The Catechism of the Catholic Church states:
The first commandment condemns polytheism. It requires man neither to believe in, nor to venerate, other divinities than the one true God. Scripture constantly recalls this rejection of “idols, [of] silver and gold, the work of men’s hands. They have mouths, but do not speak; eyes, but do not see.” These empty idols make their worshippers empty: “Those who make them are like them; so are all who trust in them.” God, however, is the “living God” who gives life and intervenes in history. Idolatry not only refers to false pagan worship. It remains a constant temptation to faith. Idolatry consists in divinizing what is not God. Man commits idolatry whenever he honors and reveres a creature in place of God, whether this be gods or demons (for example, satanism), power, pleasure, race, ancestors, the state, money, etc. Jesus says, “You cannot serve God and mammon.” Many martyrs died for not adoring “the Beast” refusing even to simulate such worship. Idolatry rejects the unique Lordship of God; it is therefore incompatible with communion with God (CCC 2112-2113).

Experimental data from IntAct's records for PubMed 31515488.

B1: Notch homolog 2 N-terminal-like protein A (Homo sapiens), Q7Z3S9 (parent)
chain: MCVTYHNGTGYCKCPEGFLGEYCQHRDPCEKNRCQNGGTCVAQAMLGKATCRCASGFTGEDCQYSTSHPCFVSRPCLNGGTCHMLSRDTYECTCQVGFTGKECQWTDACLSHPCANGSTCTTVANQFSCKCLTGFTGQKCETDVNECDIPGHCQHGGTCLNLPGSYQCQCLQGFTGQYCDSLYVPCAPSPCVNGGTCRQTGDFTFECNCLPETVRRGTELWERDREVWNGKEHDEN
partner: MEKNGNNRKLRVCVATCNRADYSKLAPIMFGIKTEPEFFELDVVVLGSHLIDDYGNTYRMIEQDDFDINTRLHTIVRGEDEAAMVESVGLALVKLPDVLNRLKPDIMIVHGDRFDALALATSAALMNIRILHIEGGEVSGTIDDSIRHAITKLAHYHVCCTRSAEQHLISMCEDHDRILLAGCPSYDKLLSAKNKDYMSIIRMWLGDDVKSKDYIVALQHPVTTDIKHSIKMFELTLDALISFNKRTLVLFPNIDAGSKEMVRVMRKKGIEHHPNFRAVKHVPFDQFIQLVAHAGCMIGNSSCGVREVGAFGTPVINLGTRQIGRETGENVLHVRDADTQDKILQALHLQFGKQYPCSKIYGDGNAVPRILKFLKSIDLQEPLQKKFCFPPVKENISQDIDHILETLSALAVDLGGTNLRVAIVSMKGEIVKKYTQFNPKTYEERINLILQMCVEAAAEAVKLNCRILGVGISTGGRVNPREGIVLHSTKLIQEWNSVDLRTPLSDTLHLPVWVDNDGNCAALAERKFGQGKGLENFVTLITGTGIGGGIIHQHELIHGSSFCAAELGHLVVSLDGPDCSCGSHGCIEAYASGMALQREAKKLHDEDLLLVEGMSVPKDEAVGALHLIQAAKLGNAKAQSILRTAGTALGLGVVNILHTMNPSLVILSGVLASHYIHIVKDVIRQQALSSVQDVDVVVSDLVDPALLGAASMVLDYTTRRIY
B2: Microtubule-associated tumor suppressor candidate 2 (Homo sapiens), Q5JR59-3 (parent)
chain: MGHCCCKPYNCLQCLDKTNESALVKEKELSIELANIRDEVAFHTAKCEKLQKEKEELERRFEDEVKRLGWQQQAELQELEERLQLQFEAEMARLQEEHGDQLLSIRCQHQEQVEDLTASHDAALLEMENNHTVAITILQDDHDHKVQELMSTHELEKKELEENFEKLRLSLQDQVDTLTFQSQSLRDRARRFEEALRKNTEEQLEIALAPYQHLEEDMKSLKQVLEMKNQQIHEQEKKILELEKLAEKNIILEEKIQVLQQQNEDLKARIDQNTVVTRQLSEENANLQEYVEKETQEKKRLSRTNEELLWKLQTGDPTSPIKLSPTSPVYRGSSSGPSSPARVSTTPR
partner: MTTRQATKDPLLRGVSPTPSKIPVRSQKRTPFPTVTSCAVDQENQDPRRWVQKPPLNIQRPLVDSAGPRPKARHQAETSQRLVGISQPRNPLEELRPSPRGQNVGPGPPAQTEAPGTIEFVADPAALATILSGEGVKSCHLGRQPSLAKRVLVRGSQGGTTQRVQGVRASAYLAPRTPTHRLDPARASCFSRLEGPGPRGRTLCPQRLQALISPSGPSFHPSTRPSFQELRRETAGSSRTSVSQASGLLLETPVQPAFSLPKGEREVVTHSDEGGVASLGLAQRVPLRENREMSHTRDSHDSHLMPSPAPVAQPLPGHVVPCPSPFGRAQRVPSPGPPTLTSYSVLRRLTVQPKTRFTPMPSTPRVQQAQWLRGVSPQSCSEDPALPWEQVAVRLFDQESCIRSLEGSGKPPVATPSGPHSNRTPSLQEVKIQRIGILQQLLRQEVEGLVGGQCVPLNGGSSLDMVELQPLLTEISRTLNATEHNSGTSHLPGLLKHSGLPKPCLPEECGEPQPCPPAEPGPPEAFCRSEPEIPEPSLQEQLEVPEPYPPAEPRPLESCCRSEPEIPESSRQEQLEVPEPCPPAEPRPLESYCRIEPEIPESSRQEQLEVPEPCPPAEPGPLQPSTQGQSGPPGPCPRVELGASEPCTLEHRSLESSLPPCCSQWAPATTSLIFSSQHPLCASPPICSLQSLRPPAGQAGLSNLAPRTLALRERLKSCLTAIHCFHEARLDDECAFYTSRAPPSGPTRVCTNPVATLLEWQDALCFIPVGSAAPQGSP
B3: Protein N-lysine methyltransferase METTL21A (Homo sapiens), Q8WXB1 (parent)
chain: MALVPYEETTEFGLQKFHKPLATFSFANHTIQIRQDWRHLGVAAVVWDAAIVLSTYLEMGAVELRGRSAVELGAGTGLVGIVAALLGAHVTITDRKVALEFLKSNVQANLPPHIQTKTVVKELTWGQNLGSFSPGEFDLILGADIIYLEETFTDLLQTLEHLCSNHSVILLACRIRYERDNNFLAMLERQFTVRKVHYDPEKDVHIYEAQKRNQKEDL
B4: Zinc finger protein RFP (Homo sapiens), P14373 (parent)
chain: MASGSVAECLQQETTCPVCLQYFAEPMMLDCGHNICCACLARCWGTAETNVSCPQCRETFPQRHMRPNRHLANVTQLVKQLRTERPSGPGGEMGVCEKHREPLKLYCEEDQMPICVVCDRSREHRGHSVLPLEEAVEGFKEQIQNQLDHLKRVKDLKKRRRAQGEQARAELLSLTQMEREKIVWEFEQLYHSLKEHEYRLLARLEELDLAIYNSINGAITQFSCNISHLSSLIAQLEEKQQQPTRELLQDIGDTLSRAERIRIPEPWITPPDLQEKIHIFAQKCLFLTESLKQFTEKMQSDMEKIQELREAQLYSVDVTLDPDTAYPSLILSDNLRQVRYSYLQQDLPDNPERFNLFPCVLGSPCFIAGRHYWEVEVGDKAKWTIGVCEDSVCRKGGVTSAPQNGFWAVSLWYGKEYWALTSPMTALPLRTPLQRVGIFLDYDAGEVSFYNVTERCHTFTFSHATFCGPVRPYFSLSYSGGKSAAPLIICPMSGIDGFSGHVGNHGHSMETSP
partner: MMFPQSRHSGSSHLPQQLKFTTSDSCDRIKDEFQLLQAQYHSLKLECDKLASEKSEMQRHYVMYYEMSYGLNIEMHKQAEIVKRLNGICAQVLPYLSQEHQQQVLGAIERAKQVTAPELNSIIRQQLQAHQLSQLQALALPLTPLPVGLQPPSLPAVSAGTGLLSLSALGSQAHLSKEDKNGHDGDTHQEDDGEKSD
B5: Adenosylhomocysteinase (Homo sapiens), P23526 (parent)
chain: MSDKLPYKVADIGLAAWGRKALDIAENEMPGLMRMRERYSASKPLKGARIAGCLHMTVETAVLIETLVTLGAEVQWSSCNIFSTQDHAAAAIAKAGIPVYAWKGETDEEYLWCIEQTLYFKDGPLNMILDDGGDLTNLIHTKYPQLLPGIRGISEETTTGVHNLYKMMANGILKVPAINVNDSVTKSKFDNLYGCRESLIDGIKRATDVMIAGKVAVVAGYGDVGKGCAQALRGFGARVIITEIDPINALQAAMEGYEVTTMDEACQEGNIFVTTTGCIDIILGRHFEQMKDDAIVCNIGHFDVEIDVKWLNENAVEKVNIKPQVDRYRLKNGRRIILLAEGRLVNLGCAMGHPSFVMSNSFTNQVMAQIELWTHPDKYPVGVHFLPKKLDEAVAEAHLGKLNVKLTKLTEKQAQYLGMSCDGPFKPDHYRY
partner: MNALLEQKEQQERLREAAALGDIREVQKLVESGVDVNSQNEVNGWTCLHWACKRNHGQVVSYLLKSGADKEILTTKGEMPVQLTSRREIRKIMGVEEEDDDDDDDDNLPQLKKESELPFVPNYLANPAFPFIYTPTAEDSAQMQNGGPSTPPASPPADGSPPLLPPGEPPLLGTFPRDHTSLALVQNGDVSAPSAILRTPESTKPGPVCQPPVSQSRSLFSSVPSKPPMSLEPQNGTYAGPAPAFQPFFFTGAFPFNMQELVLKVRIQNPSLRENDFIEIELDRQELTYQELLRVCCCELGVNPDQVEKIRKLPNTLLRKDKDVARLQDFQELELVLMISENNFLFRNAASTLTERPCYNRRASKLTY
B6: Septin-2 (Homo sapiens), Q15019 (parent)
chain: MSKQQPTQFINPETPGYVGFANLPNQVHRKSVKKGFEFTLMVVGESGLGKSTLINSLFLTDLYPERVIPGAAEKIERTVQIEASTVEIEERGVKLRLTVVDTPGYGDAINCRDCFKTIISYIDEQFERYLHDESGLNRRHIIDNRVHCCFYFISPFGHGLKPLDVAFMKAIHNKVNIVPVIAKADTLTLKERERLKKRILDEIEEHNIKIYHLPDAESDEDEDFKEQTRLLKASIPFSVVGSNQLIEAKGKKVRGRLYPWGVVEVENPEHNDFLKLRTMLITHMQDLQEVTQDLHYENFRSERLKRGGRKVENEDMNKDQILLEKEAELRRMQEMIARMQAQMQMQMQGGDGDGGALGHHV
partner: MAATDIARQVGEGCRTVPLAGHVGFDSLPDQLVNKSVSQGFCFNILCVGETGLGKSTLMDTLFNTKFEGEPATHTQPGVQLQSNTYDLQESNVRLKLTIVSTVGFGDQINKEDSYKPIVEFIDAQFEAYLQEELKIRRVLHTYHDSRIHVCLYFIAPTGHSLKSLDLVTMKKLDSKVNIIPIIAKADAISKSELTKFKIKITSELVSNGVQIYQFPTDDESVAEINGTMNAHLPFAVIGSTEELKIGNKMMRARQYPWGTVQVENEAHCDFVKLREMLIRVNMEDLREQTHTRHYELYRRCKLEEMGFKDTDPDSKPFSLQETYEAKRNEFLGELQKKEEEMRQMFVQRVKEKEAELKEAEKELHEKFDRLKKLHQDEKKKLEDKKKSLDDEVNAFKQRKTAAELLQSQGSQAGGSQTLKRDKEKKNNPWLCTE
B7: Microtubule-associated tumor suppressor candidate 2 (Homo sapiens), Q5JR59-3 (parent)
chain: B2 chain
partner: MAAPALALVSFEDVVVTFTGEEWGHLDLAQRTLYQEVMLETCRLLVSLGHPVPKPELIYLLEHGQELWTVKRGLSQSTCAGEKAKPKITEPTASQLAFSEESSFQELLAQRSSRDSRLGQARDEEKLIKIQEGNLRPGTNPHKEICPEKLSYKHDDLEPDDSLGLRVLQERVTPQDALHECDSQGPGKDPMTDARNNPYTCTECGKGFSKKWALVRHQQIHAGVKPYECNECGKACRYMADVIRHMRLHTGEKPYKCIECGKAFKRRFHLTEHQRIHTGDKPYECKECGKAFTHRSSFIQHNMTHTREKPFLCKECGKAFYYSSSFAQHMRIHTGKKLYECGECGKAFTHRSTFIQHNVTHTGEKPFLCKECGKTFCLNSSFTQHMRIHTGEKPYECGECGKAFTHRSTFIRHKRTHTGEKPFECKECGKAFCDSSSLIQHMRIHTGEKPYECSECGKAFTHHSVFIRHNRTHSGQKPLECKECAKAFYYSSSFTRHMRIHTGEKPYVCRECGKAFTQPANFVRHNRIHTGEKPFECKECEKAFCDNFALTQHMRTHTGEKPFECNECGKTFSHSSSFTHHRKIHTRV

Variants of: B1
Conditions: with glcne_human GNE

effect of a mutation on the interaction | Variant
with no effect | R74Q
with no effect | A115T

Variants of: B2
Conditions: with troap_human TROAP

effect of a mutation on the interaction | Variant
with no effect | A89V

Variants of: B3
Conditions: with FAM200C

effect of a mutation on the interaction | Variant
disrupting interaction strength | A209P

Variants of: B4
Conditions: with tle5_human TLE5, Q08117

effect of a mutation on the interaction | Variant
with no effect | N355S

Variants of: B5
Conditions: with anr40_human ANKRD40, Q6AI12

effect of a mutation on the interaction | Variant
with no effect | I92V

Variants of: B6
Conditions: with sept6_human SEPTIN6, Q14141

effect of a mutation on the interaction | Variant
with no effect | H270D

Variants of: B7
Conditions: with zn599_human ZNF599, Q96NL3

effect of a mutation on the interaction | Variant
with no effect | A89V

The opening ceremony for the Amazon Synod that took place on the grounds of the Vatican, included an Amazonian rite that many Catholics saw as a pagan ritual. After this ceremony, the idols in question were moved to Santa Maria in Traspontina, a Catholic church in the street Via della Conciliazione, and will be displayed there for the remainder of the synod.
The Catholic Church teaches that Jesus Christ is both True God and True Man (CCC 464). This belief establishes the underpinnings of our Catholic faith.
During the first week of the Amazon Synod, Pope Francis’ longtime atheist friend and interviewer, Eugenio Scalfari, claims that the Pope told him that Jesus Christ became incarnate, he became a man, a “man of exceptional virtues” but “not at all a God.” While the Vatican has issued a statement suggesting Scalfari’s reporting cannot be trusted, Pope Francis has not personally denied the report, despite being encouraged to do so.
The first letter of John refers to one who denies the divinity of Jesus as an Antichrist (1 John 2:22), since Jesus Christ, the Son of God, is from eternity one in being with God, His Father (CCC 663).